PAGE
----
On May 12, 2011, the White House released the long-expected cybersecurity legislative proposal in response to the need to protect Americans from cyber threats. The proposal is the culmination of several years of work following the White House’s release of the Cyberspace Policy Review in 2009 and includes the following sections:
- Computer Security Law Enforcement – This section is intended to clarify and synchronize the elements of cyber crimes and to create standardized penalties for violations of the law.
- Data Breach Notification – These provisions would establish a national data breach reporting system. The provisions are aimed at standardizing the requirements for reporting security breaches by, among other things, establishing statutory definitions of a “security breach” and “sensitive personally identifiable information.”
- Cybersecurity Information Sharing – This section would create a system intended to encourage, incentivize and protect the voluntary sharing of cyber incident and cybersecurity information between federal, state and local governments and private industry.
- Protecting Critical Infrastructure – These provisions would require the Department of Homeland Security (“DHS”) to develop, in coordination with industry, a list of covered critical infrastructure facilities and a set of risk-based standards for those covered facilities. Under the provisions, covered facilities would be mandated to develop cybersecurity plans to meet the risk-based standards. The plans would be required to be signed by a responsible corporate officer, audited by a third party and certified annually to the DHS or the Securities and Exchange Commission.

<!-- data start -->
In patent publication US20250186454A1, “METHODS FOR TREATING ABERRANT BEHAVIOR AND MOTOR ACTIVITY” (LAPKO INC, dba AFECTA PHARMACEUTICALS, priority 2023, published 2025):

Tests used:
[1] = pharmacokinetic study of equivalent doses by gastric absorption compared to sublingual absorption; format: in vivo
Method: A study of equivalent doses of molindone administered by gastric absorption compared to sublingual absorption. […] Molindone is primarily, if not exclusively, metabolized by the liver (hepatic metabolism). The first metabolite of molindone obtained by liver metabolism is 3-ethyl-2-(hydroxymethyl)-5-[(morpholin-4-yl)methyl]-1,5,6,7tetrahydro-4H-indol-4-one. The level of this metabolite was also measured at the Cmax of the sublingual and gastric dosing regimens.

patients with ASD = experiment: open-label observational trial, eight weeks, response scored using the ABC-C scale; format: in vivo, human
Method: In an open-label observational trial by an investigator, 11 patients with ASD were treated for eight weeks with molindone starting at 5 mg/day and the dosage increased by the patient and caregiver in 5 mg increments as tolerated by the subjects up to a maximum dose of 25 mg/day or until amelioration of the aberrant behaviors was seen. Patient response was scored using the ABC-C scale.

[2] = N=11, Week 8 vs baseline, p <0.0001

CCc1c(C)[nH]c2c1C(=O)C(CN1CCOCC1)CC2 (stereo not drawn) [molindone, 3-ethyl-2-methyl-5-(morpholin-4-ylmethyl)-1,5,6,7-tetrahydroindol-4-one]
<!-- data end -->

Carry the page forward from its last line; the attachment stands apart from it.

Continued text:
- Coordination of Federal Information Security Policy – This section is aimed at establishing a coordinated approach to federal information security and grants DHS primary authority for information security across the federal government, including formalizing DHS’s responsibility for implementation of the Federal Information Security Management Act.
- Data Centers – These provisions would bar states from requiring data centers to be located in a state to do business in that state, except where authorized by federal law.
- Privacy and Civil Liberties – These provisions require DHS to implement its cybersecurity program in accordance with privacy and civil liberties procedures developed by experts and obligate business and state and local governments to remove identifying information unrelated to cybersecurity threats before sharing information with DHS.
If enacted, the Administration’s cybersecurity legislative proposal would have a broad impact across all levels of government and industry sectors. The heaviest impacts are likely to be felt by the financial services, energy and IT/communication sectors.